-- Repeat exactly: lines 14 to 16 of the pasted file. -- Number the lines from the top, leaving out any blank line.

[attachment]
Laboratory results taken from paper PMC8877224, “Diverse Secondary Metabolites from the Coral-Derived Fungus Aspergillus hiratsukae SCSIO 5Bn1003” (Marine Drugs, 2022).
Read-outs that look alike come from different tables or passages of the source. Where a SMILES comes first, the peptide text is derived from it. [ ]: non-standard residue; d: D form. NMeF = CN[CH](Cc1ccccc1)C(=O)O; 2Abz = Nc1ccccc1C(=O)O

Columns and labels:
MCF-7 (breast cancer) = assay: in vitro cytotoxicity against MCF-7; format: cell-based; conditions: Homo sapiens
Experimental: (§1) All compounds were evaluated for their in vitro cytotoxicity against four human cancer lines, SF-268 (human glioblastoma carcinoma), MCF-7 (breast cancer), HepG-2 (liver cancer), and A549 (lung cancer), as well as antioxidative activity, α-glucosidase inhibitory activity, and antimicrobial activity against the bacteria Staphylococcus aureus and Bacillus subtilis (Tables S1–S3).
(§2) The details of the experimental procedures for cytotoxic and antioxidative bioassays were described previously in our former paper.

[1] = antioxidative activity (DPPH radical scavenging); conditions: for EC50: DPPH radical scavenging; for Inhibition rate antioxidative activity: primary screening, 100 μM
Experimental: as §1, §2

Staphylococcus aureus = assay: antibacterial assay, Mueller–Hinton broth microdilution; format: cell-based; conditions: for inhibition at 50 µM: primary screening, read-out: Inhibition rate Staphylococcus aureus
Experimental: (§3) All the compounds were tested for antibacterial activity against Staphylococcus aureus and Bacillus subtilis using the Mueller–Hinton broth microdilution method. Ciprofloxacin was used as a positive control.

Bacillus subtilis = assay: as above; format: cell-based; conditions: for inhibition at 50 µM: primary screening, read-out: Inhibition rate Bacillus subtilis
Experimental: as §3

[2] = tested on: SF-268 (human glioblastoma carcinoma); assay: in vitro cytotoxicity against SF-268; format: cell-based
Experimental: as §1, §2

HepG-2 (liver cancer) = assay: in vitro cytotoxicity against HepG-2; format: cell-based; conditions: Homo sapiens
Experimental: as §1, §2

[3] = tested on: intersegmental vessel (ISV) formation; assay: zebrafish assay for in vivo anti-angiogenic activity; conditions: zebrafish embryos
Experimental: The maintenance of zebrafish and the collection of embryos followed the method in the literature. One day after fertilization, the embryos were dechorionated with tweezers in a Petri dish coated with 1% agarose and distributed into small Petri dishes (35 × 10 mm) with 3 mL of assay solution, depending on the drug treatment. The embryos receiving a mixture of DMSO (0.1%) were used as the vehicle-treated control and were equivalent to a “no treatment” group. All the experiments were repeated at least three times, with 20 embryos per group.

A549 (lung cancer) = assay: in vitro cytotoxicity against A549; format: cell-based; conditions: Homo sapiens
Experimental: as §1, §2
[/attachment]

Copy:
Experimental: as §1, §2

HepG-2 (liver cancer) = assay: in vitro cytotoxicity against HepG-2; format: cell-based; conditions: Homo sapiens
Experimental: as §1, §2